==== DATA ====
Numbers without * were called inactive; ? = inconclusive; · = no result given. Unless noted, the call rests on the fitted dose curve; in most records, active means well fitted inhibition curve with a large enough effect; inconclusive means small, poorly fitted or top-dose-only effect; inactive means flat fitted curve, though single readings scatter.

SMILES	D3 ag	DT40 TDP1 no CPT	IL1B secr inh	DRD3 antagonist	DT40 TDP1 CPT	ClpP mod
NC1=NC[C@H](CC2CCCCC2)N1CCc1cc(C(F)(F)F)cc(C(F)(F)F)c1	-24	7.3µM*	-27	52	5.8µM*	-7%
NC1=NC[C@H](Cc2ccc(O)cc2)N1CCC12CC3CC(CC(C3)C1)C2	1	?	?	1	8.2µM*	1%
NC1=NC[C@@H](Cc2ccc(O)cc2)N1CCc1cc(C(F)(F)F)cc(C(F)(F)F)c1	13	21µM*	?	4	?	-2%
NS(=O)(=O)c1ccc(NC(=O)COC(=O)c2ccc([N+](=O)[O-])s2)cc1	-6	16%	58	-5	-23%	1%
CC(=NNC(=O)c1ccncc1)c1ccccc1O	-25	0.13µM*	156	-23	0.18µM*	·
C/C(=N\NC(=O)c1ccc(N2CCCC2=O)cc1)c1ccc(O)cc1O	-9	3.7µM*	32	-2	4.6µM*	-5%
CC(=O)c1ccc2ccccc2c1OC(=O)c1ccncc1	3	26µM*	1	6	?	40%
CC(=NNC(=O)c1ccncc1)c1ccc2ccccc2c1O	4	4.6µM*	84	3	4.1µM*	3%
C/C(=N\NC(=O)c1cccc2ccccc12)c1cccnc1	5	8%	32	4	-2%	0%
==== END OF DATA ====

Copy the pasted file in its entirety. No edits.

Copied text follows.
Numbers without * were called inactive; ? = inconclusive; · = no result given. Unless noted, the call rests on the fitted dose curve; in most records, active means well fitted inhibition curve with a large enough effect; inconclusive means small, poorly fitted or top-dose-only effect; inactive means flat fitted curve, though single readings scatter.

SMILES	D3 ag	DT40 TDP1 no CPT	IL1B secr inh	DRD3 antagonist	DT40 TDP1 CPT	ClpP mod
NC1=NC[C@H](CC2CCCCC2)N1CCc1cc(C(F)(F)F)cc(C(F)(F)F)c1	-24	7.3µM*	-27	52	5.8µM*	-7%
NC1=NC[C@H](Cc2ccc(O)cc2)N1CCC12CC3CC(CC(C3)C1)C2	1	?	?	1	8.2µM*	1%
NC1=NC[C@@H](Cc2ccc(O)cc2)N1CCc1cc(C(F)(F)F)cc(C(F)(F)F)c1	13	21µM*	?	4	?	-2%
NS(=O)(=O)c1ccc(NC(=O)COC(=O)c2ccc([N+](=O)[O-])s2)cc1	-6	16%	58	-5	-23%	1%
CC(=NNC(=O)c1ccncc1)c1ccccc1O	-25	0.13µM*	156	-23	0.18µM*	·
C/C(=N\NC(=O)c1ccc(N2CCCC2=O)cc1)c1ccc(O)cc1O	-9	3.7µM*	32	-2	4.6µM*	-5%
CC(=O)c1ccc2ccccc2c1OC(=O)c1ccncc1	3	26µM*	1	6	?	40%
CC(=NNC(=O)c1ccncc1)c1ccc2ccccc2c1O	4	4.6µM*	84	3	4.1µM*	3%
C/C(=N\NC(=O)c1cccc2ccccc12)c1cccnc1	5	8%	32	4	-2%	0%